And now looking at the election leaflets though the door; on the one side of their Focus news-sheet the Liberal Democrats wail, "Tories destroy Devon", while on the other side they trumpet "LIB DEMS 1st YEAR IN GOVERNMENT" with little vignettes celebrating nice things they have done for us ... er ... hang on a minute ...

Just how dim-witted do they think we are?

Meanwhile those cabinet colleagues, Cameron and Cable are, sure enough, busy generating column inches of "disagreement" over immigration.

I'm not the only one to smell a rat here, Sarah Hayward does too: "Vince’s intervention, Cameron’s speech and the pre & post media coverage of both appeal directly to core voters of both parties and it’s clearly designed to enable both Coalition parties to express a separate identity prior to polling day in May."

Wednesday, 6 April 2011

BOGOF Redbridge!

Over Barkingside way the clever councillors are past masters at smoke and mirrors, a talent that comes in very handy in these days of entropy in the incredible shrinking society. B21 reports on the ‘two-for-one’ police officer offer that may not be quite what it seems …

Tuesday, 5 April 2011

It's All a-Happening!

Starting tomorrow there's a three-day conference on land-grabbing in Brighton. Speakers include Tania Murray Li, who:

"... critiques land deal mainstream thinking and brings labour consequences to the centre of her analysis. She highlights how land deal dispossession leaves some without shelter, food or the means of (re)production. Like Olivier de Schutter, she is not convinced by arguments in favour of a 'code of conduct' to make land investments 'pro-poor'. Rather, she argues that, where safeguards have been effectively put in place for the rural poor, they have been the result of political organisation and social mobilisation: "Without such struggles, and such settlements, even the most assiduous regulatory regime has no purchase"..."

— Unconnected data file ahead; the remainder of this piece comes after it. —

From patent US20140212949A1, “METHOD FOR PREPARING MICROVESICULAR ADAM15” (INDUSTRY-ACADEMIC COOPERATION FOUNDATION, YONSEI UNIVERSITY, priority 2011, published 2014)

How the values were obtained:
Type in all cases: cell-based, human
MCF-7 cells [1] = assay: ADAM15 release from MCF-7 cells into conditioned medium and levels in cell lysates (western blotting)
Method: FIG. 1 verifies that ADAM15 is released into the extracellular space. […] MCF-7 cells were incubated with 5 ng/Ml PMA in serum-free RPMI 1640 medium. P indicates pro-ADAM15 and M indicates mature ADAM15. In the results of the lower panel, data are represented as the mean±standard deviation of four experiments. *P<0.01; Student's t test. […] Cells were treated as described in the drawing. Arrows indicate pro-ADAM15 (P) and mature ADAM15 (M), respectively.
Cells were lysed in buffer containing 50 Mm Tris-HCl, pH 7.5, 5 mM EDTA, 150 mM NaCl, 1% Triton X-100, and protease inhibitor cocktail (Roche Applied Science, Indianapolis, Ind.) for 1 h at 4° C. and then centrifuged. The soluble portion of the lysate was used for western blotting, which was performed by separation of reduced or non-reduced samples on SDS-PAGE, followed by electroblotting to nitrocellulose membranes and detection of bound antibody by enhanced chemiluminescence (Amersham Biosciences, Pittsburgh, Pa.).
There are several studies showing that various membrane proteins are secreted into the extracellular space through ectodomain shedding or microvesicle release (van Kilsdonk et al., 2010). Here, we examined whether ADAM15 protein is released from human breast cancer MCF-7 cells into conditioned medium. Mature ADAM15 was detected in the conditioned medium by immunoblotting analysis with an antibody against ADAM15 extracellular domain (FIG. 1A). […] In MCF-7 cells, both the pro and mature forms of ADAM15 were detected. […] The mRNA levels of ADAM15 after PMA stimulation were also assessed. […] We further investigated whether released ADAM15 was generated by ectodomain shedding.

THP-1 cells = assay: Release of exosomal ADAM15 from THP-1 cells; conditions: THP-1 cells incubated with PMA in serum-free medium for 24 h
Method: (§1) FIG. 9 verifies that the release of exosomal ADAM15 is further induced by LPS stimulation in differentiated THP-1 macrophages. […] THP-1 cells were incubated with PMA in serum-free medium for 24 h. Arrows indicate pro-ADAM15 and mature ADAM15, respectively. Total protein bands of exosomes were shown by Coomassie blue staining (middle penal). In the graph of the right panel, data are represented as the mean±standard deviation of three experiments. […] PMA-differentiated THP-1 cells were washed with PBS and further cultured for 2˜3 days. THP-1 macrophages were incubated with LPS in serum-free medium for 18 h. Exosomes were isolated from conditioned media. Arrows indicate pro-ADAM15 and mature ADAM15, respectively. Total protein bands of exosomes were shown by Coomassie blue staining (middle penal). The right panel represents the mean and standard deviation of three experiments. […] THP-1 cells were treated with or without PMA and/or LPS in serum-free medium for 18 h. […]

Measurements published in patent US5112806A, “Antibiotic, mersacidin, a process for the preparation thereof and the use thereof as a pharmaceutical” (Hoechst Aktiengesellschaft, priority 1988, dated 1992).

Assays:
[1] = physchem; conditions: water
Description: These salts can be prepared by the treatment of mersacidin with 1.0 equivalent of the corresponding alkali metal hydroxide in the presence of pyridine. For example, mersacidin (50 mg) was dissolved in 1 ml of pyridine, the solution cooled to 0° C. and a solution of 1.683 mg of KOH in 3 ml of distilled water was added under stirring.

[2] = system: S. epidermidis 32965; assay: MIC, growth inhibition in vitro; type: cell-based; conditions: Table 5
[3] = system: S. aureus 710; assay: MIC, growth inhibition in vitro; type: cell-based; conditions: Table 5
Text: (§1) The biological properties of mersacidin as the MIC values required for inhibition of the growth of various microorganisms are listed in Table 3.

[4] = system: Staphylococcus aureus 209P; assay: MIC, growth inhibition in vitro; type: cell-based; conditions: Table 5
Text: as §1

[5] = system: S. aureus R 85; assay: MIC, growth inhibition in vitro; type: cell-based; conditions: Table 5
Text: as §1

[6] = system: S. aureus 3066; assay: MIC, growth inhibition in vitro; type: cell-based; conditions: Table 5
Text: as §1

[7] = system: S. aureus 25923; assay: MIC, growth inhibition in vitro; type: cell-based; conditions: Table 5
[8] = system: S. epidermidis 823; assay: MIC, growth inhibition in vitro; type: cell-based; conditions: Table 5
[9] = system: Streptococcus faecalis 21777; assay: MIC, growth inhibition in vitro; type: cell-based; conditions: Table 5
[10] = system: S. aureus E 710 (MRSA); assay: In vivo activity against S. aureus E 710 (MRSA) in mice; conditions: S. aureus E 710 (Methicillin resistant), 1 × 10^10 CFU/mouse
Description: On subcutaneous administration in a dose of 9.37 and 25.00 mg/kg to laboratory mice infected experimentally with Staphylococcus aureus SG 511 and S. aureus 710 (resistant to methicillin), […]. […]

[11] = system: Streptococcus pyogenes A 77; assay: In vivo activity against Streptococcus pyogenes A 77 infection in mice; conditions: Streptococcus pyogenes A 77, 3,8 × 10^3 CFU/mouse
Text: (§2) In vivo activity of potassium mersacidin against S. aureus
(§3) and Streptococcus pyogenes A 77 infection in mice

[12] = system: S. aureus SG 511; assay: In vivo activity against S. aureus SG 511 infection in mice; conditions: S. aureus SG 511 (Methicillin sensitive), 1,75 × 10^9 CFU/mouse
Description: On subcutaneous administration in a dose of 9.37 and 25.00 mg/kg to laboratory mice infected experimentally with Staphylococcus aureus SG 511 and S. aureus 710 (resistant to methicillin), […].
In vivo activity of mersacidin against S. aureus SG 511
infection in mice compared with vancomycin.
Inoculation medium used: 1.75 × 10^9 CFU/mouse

And, for those over Sussex way next weekend, there's a celebratory walk  in St Leonard's Forest on Saturday the 9th, organised by Action for Access. "You will see that the Forestry Commission is in the middle of a huge programme of restoration work to bring back the heathy rides and the old broad-leaved forest, to make glades and restore worn pathways. This is brave work, and comes not a moment too soon, for the early decades of their ownership, after their purchase in circa 1951, did great and harsh damage to what was left of the old forest ecosystem." And more events planned for May as well ...

April 17th and 18th sees Free Our Seeds, an invitation "to participate in two days of action during which we will make clear our opposition to EU policies and our intention to resist against them."

"We are not prepared to accept that the basis of our livelihood is handed over to multinationals. In the future we intend to maintain and pass on the heritage of our plant varieties. The main event will take place on 17 April, the day of international peasant resistance declared by Via Campesina, followed by a demonstration on the 18th. If you cannot come to Brussels, organise similar events in your countries, cities and villages!"

Not too much sign of peasant resistance 'ere in North Devon ...

Uz, um, peasants, up here be just a little bit more sedate, with the Orchards Live 20th anniversary Tea Party taking place in Kings Nympton village hall on the 1st of May.